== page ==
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Fallbrook Back to Form

  • 27 Feb 2019
  • 75 Views

All photos: Jeff Pack

An influential player block graduates, a head coach retires, the competitive landscape shifts. Any number of factors can see a team – even an established, successful, well structured program – step back and reset. And that’s O.K., so long as the support systems remain, the team continues to exist and play, and the members themselves find joy in the game.

That was Fallbrook High School last season. After years as a SoCal and National Invitational Tournament (NIT) champion or contender, and after years of sending players to the collegiate varsity, All-American and USA teams, the Warriors found themselves with low numbers in fall 2017. As SoCal started restructuring the age-grade competitions, Fallbrook couldn’t commit to the high school-only 15s season, and played 7s instead. The team opted out of the 2018 Tennessee NIT and instead treated the NorCal Invitational as its “nationals.” The U18 squad made it to the semifinals … but the middle school team won its division.

Today, a core group of those middle schoolers are up in the high school ranks, and they bring some connective tissue with them. Numbers rebounded and Fallbrook returned for year two of the SoCal High School 15s league. There were four teams again, as Poway dropped down to the high school 7s league, which runs alongside the 15s league.

Fallbrook won the 2019 15s title with a 90-0 win over Torrey Pines.


Photo: Jeff Pack

“That’s a big score,” Fallbrook head coach Craig Pinnell grimaced.

But there are general growing pains gripping Southern California right now as new CEO Giovanni Vaglietti is attempting to structure and build clarity under a long-term vision for age-grade rugby in the region.

“These programs – at least Rancho Bernardo and Torrey Pines – are doing fairly well with good coaching structures in there,” said Pinnell. “They just need more game time and more of a pre-season. That’s important, so the young players know what 15s looks like. … But I would prefer to play in this division in 15s than go back to a 7s division.”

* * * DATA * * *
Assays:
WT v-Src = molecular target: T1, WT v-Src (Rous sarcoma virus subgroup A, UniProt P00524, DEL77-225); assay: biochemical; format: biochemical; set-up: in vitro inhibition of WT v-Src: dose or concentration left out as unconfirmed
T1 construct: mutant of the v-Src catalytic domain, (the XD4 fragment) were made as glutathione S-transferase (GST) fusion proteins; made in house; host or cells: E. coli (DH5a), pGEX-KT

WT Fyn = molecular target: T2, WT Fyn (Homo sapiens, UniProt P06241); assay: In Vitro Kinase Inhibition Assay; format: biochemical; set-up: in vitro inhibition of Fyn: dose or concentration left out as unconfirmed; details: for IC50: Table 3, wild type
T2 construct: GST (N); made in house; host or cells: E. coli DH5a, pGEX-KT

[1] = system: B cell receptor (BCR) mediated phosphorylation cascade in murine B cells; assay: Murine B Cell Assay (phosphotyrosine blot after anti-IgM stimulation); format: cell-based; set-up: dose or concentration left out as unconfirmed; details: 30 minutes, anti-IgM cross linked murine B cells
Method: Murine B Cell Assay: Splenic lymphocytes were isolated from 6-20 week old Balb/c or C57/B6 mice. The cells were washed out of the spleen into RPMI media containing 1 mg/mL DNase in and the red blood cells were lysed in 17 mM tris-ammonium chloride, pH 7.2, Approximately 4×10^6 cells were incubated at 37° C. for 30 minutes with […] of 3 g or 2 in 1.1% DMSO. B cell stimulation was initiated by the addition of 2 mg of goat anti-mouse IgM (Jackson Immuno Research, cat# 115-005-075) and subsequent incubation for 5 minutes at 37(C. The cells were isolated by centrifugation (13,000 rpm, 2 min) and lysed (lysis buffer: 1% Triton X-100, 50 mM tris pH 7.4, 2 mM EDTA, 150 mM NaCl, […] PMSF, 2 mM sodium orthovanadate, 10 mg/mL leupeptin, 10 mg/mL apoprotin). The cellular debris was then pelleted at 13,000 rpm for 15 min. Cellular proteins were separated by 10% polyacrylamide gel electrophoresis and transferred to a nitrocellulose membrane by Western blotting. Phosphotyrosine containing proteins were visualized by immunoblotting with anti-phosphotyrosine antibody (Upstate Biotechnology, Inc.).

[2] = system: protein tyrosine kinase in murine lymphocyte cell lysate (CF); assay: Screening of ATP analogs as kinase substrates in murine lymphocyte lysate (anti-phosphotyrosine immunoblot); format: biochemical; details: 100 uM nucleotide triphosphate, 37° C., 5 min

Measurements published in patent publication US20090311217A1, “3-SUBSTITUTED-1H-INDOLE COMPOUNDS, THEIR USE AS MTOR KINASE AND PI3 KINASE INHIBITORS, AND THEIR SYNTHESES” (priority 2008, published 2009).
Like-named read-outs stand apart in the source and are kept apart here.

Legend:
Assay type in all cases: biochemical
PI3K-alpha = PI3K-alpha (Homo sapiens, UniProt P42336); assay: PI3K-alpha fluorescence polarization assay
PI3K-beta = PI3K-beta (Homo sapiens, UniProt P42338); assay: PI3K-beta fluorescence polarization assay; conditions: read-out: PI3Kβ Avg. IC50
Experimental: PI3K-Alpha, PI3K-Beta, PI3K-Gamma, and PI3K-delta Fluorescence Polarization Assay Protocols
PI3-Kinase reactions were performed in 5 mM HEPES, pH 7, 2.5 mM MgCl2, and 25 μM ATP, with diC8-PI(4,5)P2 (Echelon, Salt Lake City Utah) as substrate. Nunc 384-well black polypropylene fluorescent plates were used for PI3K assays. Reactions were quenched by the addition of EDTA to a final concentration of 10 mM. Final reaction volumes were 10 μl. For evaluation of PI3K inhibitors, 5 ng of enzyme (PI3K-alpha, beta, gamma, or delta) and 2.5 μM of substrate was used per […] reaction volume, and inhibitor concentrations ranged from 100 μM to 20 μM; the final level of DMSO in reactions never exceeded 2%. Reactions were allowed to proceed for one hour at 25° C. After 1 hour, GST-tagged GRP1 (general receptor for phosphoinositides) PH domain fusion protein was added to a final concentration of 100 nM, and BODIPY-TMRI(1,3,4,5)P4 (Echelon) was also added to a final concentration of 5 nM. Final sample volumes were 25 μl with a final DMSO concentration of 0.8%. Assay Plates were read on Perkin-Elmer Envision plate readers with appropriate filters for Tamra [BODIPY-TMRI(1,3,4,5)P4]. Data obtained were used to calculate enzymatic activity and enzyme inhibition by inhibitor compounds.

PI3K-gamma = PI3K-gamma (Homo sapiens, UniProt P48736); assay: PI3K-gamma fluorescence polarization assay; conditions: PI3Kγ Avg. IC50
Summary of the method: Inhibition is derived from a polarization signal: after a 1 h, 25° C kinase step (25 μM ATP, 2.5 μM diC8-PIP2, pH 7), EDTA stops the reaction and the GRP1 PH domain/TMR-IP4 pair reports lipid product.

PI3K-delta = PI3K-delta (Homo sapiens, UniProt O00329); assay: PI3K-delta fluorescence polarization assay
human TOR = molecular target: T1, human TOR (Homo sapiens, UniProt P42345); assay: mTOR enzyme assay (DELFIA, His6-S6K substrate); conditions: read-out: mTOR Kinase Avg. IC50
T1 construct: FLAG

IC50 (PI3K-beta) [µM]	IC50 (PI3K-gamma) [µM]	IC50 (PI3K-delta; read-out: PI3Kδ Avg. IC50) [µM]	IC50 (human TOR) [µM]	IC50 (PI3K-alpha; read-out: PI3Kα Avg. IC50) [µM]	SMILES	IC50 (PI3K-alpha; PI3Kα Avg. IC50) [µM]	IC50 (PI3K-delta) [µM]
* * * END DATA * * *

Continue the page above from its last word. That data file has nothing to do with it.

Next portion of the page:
Photo: Jeff Pack

Pinnell, too, is adjusting to a new role, one without co-coach and wife Marin, who retired this year to spend more time with the couple’s young daughter. While he was starting a new job at a middle school in Camp Pendleton, he continued to lean on assistant and parent John Duncan, as well as alumnae who return to help.

Pinnell points to captain Nathalie Celis for on-field leadership. She’s small but fills that flanker role well. She “has an engine that never stops,” according to Pinnell, has a good step, and is a true lead-by-example player. Freshman Tiahna Padilla is second in charge. She came up through the system, starting with the U10s, and has been running the back line from flyhalf. She’s got a good rugby brain and poised for a big step.


Photo: Jeff Pack

And watch for Julia Tippin, the blindside flanker. She was part of that middle school group with Padilla that won the NorCal Invitational. Pinnell praised her strong tackling ability and reliable work rate, and looks forward to her response against better opposition.

Overall it’s a pretty new group, one that lacks individual stars but excels as a team. It’s also matured from the less competitive vibe that marked last year’s regrouping phase.

“Last year they were in that space but this year they’ve moved on and are a little hungrier,” Pinnell said. “They want more out of it, and now they see they can play rugby together and want to see where they can go with it.”


Photo: Jeff Pack

There’s a quick break in the SoCal season as teams ready for the Las Vegas Invitational. Fallbrook is taking three teams and quickly cramming in the 7s practices. When the Warriors return home, SoCal will be into its High School Club season, and Fallbrook will absorb 4-5 players from other schools. Sevens teams like Carson High School – which would have been the SoCal High School 7s champion hadn’t the tournament been rained out (more on that to come) – essentially morph into South Bay. According to Vaglietti, approximately 50% of SoCal high schoolers participate in both the high school and club seasons.

This competition set-up has been a work in progress, but it has strong intention, and is something in which Fallbrook is deeply invested. Part two of this interview (combined with comments from Vaglietti and SoCal Youth President David Pool) will look deeper into how SoCal is looking to build its age grade rugby.


Photo: Jeff Pack

In addition to two competitive blocks of 15s, Fallbrook will also compete at the Fullerton Invitational, host Canadian school Branford from Ontario, and return to the NorCal Invitational – which will be the litmus test.

“That sets us up for NITs,” Pinnell said of the Salt Lake City location (single schools are in Glendale the same May weekend). “We can see where we are. It’ll be fun with this group. We might not have the highest skill, but they have fun playing the game.”

So with the exception of the LVI, Fallbrook’s high school and club teams are playing 15s during the school year, then picking up 7s in the summer. More to come.


Photo: Jeff Pack
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